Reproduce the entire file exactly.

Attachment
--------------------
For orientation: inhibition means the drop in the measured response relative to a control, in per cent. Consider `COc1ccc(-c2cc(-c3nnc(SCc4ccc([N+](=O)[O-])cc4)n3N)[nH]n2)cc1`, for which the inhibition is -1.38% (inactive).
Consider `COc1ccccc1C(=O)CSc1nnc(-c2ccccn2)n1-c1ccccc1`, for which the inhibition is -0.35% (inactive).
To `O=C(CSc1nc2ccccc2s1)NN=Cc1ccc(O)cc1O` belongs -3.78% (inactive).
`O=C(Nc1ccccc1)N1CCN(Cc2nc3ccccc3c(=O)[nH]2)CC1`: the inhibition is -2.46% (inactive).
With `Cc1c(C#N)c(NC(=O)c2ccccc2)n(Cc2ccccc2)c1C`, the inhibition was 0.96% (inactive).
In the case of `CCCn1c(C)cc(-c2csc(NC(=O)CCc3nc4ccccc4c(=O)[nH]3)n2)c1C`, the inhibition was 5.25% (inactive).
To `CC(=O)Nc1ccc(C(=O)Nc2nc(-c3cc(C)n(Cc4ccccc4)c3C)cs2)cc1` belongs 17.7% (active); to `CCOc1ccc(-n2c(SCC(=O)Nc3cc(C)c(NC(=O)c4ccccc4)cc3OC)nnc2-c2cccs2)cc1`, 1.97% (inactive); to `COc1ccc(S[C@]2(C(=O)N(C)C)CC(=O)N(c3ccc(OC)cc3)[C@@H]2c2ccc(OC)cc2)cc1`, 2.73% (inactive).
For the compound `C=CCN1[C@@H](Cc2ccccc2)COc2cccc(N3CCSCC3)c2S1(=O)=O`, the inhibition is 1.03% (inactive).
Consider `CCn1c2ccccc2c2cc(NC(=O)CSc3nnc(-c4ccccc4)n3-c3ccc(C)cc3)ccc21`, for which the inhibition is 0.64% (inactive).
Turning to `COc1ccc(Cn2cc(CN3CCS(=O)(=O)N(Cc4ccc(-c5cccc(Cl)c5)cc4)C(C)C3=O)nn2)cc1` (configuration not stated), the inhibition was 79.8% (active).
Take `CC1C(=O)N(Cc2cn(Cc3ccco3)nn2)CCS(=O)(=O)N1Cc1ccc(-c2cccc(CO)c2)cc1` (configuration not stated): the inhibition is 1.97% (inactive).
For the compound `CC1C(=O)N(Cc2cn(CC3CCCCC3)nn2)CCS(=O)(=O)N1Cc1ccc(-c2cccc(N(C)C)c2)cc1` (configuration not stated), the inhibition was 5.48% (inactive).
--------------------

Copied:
For orientation: inhibition means the drop in the measured response relative to a control, in per cent. Consider `COc1ccc(-c2cc(-c3nnc(SCc4ccc([N+](=O)[O-])cc4)n3N)[nH]n2)cc1`, for which the inhibition is -1.38% (inactive).
Consider `COc1ccccc1C(=O)CSc1nnc(-c2ccccn2)n1-c1ccccc1`, for which the inhibition is -0.35% (inactive).
To `O=C(CSc1nc2ccccc2s1)NN=Cc1ccc(O)cc1O` belongs -3.78% (inactive).
`O=C(Nc1ccccc1)N1CCN(Cc2nc3ccccc3c(=O)[nH]2)CC1`: the inhibition is -2.46% (inactive).
With `Cc1c(C#N)c(NC(=O)c2ccccc2)n(Cc2ccccc2)c1C`, the inhibition was 0.96% (inactive).
In the case of `CCCn1c(C)cc(-c2csc(NC(=O)CCc3nc4ccccc4c(=O)[nH]3)n2)c1C`, the inhibition was 5.25% (inactive).
To `CC(=O)Nc1ccc(C(=O)Nc2nc(-c3cc(C)n(Cc4ccccc4)c3C)cs2)cc1` belongs 17.7% (active); to `CCOc1ccc(-n2c(SCC(=O)Nc3cc(C)c(NC(=O)c4ccccc4)cc3OC)nnc2-c2cccs2)cc1`, 1.97% (inactive); to `COc1ccc(S[C@]2(C(=O)N(C)C)CC(=O)N(c3ccc(OC)cc3)[C@@H]2c2ccc(OC)cc2)cc1`, 2.73% (inactive).
For the compound `C=CCN1[C@@H](Cc2ccccc2)COc2cccc(N3CCSCC3)c2S1(=O)=O`, the inhibition is 1.03% (inactive).
Consider `CCn1c2ccccc2c2cc(NC(=O)CSc3nnc(-c4ccccc4)n3-c3ccc(C)cc3)ccc21`, for which the inhibition is 0.64% (inactive).
Turning to `COc1ccc(Cn2cc(CN3CCS(=O)(=O)N(Cc4ccc(-c5cccc(Cl)c5)cc4)C(C)C3=O)nn2)cc1` (configuration not stated), the inhibition was 79.8% (active).
Take `CC1C(=O)N(Cc2cn(Cc3ccco3)nn2)CCS(=O)(=O)N1Cc1ccc(-c2cccc(CO)c2)cc1` (configuration not stated): the inhibition is 1.97% (inactive).
For the compound `CC1C(=O)N(Cc2cn(CC3CCCCC3)nn2)CCS(=O)(=O)N1Cc1ccc(-c2cccc(N(C)C)c2)cc1` (configuration not stated), the inhibition was 5.48% (inactive).